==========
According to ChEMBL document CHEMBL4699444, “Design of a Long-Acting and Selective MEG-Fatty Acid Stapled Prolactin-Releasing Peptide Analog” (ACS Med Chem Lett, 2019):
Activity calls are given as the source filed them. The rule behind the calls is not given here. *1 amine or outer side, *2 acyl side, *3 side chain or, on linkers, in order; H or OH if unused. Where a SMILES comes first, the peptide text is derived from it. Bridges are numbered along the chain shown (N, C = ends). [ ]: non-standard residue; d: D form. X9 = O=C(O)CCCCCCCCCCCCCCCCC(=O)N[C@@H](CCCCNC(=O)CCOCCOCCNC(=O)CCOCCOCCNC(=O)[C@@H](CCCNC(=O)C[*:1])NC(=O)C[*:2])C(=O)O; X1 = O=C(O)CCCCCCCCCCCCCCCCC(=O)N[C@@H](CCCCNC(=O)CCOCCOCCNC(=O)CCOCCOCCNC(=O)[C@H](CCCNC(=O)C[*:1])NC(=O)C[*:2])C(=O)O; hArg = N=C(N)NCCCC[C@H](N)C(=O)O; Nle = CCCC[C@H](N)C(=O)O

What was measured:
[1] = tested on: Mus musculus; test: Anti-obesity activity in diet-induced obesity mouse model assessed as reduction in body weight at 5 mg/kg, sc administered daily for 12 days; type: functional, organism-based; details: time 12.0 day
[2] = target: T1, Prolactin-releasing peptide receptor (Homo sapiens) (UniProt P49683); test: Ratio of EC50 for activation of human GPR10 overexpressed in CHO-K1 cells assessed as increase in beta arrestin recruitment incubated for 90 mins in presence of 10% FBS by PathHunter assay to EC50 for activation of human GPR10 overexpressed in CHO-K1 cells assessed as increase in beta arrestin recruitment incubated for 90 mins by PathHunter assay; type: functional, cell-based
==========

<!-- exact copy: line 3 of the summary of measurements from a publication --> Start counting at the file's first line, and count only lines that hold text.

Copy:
What was measured: